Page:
header Twitter YouTube Google Plus Instagram Pinterest Facebook

Cat gift cards
The Refined Canine



 Cat Education

Teaching Your Cat a Few Lessons

Despite popular belief about the incorrigibility of cats, there are a few lessons you can teach your little four-legged friend. If you kitty can't stop chewing on her tail or paws and you don't think a medical condition is to blame, try using oil of cloves. You can purchase it at drugstores, and the taste is not appealing. Your pet will avoid biting the area if you apply the oil of cloves daily until your kitty no longer tries to bite the concerned area.

Lemon juice is a great instructional item for cats. The smell is unpleasant for most cats. You can soak a cotton ball in lemon juice and put it near an area where your cat urinates besides the litter box – to teach your cat that he or she should not relief himself or herself in that area. If you want to keep the cotton ball there for an extended period of time or if it's in a hard to reach spot, simply put the cotton ball in a lidded tea strainer. You should be able to hang the strainer near the area to keep kitty away.

If your cat has the habit of jumping on the counters or table in the kitchen, you can use lemon juice here as well. Put a bit of lemon juice in a spray bottle and spray down the area twice a day for a week. Your cat should not want to continue to get on the area because the smell of the lemon juice is repugnant to your cat. If you notice that your cat starts returning to the spot, pull out the spray bottle and have another go at it.

Citrus fruits can work well outdoors, too. If your furry friend won't leave your garden alone, especially young and tender plants, put the rinds of lemons, oranges, and grapefruit in the soil where you don't want your cat to play. He'll get the message and stay away. You can freeze these rinds as well, so you can keep them over the winter to use in the summer months.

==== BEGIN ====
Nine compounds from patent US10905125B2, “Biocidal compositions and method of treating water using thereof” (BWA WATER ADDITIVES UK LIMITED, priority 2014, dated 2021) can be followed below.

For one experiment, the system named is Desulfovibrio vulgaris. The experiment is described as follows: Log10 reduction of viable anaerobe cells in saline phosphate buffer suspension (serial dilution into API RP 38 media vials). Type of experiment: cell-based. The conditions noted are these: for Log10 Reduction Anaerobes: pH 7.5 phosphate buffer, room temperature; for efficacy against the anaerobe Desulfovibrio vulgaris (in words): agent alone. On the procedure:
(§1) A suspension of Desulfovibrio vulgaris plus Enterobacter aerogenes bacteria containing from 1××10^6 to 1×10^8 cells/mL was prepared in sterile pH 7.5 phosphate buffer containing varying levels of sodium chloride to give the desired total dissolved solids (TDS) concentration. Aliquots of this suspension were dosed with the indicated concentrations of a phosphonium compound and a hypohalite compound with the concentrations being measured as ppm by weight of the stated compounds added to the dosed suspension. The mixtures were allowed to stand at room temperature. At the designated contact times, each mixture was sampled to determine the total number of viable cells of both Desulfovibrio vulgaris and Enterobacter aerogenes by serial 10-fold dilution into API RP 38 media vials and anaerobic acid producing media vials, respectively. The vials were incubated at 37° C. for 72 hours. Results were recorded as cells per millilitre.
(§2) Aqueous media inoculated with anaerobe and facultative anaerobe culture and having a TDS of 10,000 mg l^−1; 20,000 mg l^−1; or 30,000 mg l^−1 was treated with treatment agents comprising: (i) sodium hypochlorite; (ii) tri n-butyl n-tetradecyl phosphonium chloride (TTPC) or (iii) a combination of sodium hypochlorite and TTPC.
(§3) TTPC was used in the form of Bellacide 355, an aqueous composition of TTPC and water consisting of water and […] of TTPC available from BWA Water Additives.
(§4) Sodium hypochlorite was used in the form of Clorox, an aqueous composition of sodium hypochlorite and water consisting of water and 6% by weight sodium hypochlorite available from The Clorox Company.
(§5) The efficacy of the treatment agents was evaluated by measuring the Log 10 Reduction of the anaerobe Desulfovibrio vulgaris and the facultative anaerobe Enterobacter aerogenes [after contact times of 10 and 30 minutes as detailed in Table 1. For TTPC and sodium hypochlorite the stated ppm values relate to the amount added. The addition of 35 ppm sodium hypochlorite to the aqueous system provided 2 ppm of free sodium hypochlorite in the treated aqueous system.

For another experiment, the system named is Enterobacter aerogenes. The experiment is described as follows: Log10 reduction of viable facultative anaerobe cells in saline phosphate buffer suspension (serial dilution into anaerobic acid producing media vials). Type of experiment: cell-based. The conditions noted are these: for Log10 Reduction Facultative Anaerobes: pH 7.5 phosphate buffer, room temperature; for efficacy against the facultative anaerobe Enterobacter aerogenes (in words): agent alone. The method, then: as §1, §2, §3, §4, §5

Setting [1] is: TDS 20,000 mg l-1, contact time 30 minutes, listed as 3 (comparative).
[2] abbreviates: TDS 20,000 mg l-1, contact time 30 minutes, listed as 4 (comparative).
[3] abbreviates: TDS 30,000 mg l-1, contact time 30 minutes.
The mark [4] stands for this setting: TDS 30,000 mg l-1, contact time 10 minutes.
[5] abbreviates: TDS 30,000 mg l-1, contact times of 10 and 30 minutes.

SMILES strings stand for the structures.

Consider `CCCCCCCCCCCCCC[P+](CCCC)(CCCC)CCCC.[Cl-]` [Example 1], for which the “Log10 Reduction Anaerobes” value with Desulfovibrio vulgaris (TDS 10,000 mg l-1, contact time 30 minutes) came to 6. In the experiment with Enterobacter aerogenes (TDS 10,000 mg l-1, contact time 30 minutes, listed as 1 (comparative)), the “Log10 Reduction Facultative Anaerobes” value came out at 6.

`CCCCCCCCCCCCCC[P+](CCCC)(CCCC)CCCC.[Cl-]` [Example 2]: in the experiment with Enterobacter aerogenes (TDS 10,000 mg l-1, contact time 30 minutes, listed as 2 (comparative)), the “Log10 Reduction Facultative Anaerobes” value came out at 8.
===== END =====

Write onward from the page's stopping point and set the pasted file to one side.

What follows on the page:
Some cat owners have discovered that double-sided tape can work to keep misbehaving kitties from clawing furniture or carpet. This method does not work for all cats and can be a pain for humans, but it does work in some cases. Put the tape, which will be invisible when you press it on, wherever you don't want the cats to claw. The tape will stick to their paws, and they will learn to avoid the spot. The place can become yucky, though, as the cats may continue to try and get the tape dirty in the process. You will need to be prepared to replace the tape often.

Another way to keep cats from furniture is to use aluminum foil. Cats don't like the sound, and they won't continue to go where you have it. Before you bring a baby home, you can ball up pieces of aluminum foil in the crib to be removed when baby arrives, of course. When the cats jump into the crib, the noise will frighten them, and they should avoid the area afterward. You also can wrap pillows on your couch in aluminum foil, and the same lesson will apply. Don't worry, though. You don't have to leave the foil there for long. Cats really are fast learners.

These simple techniques should help you with your kitty's behavior problems. Remember, though, that cats are very different from dogs. They tend to hear humans but not pay attention, so don’t be surprised if it takes your cat time to catch on.




The above article is written by an independent author and may not represent the views of The Refined Feline Cat Furniture. Reproduction is not allowed without consent.


Cat Furniture | Cat Towers | Cat Shelves | Litter Box Furniture | Cat Beds | FAQ | Policies | International | Site Map
Copyright © 2016 RefinedKind Pet Products. The Refined Feline is a Registered Trade Mark